Later that evening, as we ate chocolate cake and ice cream (a birthday treat from my friend Alice), my daughter asked me what my three best memories of the past year were and what three things I am looking forward to in the next year.  It was a hard set of questions.  I had to stop and think.  If you have followed my blog you know this year has been full of some amazing adventures – trips to exotic places; visits with family, old and new friends.  But even as a retiree, life is not just one big vacation - I feel I am still establishing a new rhythm in my life – separate from the rhythm of working five days a week and living in one place.  My new rhythm includes a regular schedule for writing, for exercising and, when we are in Brazil, time for studying Portuguese.  This year also included time to take care of many house maintenance jobs that I had postponed while I was working full time.  I have found the transition to retirement challenging at times and at other times wonderful.  While I greatly enjoyed my working life, I don’t miss its pressures, the daily problems to solve and busy schedule that my work as a water engineer was filled with.  

I sat at the table and thought about the three things I enjoyed the most during the past 12 months.  One was easy – skiing in Park City (see Blog March 2014).  This choice reflected my life long love of skiing – an activity I began when I was six years old but for a variety of circumstances had not done for more than seven years.  But it was hard for me to choose favorites among the many other experiences I have had this year.  I am privileged to be healthy and able to travel and share my life with good friends and family.  I finally decided on two highlights: watching my husband Jeff catch his first king salmon in more than fifteen years late last summer and celebrating my daughter’s PhD graduation ceremony with my son, daughter-in-law, my sister-in-law and my husband this past June.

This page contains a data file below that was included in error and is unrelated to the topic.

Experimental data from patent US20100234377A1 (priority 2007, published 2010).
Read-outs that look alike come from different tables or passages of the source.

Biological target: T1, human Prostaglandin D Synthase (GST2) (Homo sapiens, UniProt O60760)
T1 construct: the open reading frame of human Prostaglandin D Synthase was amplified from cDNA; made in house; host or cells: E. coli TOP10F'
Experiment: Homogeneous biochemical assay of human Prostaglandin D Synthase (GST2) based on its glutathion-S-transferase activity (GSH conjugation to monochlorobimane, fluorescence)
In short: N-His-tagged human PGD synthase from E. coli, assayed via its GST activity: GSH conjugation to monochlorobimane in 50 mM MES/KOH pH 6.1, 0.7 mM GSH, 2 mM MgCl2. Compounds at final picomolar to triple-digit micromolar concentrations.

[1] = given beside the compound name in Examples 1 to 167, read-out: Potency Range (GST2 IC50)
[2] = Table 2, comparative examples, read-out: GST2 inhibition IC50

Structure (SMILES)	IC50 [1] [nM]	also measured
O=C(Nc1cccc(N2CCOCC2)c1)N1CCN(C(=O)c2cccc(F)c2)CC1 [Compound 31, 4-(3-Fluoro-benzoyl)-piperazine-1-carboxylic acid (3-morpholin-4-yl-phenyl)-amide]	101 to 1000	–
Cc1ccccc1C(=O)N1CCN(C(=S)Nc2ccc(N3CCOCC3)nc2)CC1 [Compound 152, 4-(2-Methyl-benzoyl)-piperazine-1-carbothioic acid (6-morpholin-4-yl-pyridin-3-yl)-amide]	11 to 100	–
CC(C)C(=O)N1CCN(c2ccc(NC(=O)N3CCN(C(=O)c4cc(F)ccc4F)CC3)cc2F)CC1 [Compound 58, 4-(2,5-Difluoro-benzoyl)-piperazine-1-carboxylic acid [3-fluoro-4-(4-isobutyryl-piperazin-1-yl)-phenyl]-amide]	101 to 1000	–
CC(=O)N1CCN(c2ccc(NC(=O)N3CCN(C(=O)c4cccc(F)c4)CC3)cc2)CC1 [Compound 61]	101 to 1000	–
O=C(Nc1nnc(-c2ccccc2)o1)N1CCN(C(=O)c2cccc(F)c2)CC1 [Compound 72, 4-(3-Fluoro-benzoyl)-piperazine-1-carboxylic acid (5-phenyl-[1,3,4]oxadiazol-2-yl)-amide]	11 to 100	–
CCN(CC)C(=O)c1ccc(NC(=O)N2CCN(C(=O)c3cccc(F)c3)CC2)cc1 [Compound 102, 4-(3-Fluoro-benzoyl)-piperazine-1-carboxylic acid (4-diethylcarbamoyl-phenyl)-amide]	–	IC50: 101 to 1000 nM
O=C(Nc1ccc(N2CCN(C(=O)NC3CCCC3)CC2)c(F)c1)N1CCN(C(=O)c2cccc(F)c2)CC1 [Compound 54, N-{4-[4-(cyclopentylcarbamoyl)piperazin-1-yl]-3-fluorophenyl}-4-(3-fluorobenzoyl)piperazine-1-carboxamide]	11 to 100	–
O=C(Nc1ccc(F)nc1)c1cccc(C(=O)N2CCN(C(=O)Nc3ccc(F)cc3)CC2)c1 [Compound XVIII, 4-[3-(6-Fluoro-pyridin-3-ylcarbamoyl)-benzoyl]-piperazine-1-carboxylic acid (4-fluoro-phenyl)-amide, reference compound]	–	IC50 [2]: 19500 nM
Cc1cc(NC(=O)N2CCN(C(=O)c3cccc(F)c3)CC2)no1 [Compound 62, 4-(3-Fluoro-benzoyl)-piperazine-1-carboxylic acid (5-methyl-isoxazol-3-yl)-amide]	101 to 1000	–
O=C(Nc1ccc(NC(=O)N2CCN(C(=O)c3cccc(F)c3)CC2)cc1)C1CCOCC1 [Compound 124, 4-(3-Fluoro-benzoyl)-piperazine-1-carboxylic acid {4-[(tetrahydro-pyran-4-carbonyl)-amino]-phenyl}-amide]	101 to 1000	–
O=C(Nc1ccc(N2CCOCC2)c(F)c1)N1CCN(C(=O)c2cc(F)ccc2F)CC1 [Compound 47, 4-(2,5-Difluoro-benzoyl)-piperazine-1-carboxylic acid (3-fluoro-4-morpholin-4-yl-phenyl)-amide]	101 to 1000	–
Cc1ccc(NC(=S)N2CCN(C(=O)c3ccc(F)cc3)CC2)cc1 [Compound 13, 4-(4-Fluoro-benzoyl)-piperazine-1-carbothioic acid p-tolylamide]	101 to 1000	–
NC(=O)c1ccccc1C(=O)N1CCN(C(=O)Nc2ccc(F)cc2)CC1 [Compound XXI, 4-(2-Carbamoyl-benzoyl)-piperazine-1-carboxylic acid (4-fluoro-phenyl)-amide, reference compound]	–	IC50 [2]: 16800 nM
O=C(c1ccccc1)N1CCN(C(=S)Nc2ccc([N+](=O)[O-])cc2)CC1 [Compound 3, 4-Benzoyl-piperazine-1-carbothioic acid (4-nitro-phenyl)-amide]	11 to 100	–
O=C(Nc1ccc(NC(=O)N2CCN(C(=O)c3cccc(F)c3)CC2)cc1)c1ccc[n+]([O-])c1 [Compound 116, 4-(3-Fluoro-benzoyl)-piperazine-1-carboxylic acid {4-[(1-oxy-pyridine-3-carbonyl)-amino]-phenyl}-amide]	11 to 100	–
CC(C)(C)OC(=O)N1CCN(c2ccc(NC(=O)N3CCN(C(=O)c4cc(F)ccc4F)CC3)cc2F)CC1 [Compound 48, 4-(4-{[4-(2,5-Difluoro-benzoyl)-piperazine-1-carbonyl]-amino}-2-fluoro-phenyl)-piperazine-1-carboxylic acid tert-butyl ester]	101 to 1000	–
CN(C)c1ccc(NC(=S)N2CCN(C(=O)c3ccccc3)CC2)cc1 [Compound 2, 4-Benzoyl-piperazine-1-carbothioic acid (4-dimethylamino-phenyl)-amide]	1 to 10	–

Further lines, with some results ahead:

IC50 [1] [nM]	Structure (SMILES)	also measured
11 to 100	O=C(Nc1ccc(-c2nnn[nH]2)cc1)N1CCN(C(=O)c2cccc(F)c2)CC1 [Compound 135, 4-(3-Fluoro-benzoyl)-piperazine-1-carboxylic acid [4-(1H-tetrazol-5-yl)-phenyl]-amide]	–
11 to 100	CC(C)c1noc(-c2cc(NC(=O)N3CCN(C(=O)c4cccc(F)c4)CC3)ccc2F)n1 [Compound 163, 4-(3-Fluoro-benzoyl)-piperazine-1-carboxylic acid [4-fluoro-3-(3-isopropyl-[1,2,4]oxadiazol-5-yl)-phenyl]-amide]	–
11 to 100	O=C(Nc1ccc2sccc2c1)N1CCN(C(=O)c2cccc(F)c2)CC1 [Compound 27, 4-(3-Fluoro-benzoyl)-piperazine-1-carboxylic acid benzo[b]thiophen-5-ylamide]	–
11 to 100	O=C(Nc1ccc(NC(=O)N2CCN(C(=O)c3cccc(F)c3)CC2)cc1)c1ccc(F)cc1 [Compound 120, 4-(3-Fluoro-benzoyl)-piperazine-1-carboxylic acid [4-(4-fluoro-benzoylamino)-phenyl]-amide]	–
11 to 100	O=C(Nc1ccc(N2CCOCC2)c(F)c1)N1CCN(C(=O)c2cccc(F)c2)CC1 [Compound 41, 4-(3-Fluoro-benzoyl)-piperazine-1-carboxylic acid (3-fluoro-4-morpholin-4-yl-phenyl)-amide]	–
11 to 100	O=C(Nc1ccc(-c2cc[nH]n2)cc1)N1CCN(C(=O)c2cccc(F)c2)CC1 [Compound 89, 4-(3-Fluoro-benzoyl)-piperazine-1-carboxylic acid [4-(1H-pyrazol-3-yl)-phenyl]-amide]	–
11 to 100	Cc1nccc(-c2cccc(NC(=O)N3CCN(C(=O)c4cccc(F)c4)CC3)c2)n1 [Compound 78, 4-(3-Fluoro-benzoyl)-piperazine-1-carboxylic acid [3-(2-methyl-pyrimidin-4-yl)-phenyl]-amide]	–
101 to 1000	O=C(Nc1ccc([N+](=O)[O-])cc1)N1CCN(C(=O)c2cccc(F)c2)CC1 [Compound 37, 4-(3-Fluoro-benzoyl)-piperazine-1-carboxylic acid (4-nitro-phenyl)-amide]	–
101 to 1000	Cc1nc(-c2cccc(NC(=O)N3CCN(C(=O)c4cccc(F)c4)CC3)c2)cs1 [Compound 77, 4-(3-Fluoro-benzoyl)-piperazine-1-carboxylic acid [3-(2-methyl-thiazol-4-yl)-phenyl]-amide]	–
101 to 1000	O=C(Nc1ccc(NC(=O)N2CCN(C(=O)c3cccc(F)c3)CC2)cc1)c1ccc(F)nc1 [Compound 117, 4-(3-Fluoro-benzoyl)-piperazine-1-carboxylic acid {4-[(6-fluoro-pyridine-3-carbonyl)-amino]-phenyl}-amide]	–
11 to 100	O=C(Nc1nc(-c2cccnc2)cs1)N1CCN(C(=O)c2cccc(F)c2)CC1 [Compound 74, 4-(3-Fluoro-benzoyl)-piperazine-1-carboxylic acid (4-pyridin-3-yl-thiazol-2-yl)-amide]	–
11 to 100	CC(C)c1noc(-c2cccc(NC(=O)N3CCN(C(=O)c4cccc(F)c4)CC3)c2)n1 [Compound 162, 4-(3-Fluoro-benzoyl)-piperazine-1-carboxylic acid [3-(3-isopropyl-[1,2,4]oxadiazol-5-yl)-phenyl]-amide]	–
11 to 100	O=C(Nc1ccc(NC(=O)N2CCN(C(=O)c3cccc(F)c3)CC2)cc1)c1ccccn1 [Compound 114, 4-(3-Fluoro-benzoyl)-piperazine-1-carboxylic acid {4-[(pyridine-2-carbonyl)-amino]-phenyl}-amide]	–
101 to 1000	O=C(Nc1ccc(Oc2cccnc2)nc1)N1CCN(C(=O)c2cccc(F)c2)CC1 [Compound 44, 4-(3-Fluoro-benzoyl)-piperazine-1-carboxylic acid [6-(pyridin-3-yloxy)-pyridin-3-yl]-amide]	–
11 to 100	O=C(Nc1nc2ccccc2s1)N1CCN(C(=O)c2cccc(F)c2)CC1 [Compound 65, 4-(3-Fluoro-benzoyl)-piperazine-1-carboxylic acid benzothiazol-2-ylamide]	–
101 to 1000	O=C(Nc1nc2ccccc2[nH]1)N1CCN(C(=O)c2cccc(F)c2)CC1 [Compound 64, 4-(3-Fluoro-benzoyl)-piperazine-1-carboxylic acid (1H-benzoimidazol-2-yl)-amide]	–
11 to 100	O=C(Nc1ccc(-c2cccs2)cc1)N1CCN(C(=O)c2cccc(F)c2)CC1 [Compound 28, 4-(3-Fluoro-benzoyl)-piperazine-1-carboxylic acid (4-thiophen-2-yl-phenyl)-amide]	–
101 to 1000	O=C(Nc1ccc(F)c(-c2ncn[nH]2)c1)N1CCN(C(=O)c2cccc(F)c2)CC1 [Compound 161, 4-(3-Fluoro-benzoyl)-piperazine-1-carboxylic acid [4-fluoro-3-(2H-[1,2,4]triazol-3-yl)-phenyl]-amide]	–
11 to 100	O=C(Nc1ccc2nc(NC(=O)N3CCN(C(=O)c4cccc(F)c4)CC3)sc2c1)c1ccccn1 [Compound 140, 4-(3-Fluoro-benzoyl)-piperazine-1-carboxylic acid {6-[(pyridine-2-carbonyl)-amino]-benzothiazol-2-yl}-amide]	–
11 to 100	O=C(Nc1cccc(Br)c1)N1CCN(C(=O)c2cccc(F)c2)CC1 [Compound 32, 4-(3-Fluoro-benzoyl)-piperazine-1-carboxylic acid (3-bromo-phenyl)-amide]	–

As to the three things I am looking forward to in the next year?  Well that will just have to wait for another day or blog as the case maybe.

P.S. Thank you to all the people who wrote to me regarding the experience of depression I wrote about in July’s blog.  I feel I am one of the lucky ones with friends, family and resources that have helped me recover from intermittent periods of depression during my life time.  Hopefully I won’t experience this difficult condition again, but if I do, I am confident that I know how to manage and recover.  Unfortunately that is not true for everyone.  How sad I was to read about Robin Williams’ death this week, a talented person who, for many complex reasons, did not feel able to continue his life.  His death is a reminder to all of us to reach out to family and friends for help when we need it and to avoid substance abuse.